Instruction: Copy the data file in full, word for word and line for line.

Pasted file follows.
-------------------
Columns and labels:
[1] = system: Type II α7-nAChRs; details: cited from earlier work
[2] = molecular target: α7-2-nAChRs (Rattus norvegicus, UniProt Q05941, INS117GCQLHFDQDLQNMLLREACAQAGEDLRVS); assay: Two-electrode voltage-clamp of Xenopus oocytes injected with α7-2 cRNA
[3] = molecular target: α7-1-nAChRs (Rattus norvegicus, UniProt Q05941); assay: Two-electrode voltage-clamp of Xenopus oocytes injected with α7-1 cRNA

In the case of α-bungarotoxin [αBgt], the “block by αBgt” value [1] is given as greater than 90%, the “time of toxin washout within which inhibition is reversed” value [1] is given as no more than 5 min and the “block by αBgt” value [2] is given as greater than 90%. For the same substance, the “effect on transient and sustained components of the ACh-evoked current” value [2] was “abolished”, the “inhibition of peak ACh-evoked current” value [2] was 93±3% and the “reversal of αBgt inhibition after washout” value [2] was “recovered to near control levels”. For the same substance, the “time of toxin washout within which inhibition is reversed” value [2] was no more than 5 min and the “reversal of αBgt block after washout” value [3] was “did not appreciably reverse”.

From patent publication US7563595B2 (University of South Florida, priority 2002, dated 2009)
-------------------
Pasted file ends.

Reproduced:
Columns and labels:
[1] = system: Type II α7-nAChRs; details: cited from earlier work
[2] = molecular target: α7-2-nAChRs (Rattus norvegicus, UniProt Q05941, INS117GCQLHFDQDLQNMLLREACAQAGEDLRVS); assay: Two-electrode voltage-clamp of Xenopus oocytes injected with α7-2 cRNA
[3] = molecular target: α7-1-nAChRs (Rattus norvegicus, UniProt Q05941); assay: Two-electrode voltage-clamp of Xenopus oocytes injected with α7-1 cRNA

In the case of α-bungarotoxin [αBgt], the “block by αBgt” value [1] is given as greater than 90%, the “time of toxin washout within which inhibition is reversed” value [1] is given as no more than 5 min and the “block by αBgt” value [2] is given as greater than 90%. For the same substance, the “effect on transient and sustained components of the ACh-evoked current” value [2] was “abolished”, the “inhibition of peak ACh-evoked current” value [2] was 93±3% and the “reversal of αBgt inhibition after washout” value [2] was “recovered to near control levels”. For the same substance, the “time of toxin washout within which inhibition is reversed” value [2] was no more than 5 min and the “reversal of αBgt block after washout” value [3] was “did not appreciably reverse”.

From patent publication US7563595B2 (University of South Florida, priority 2002, dated 2009)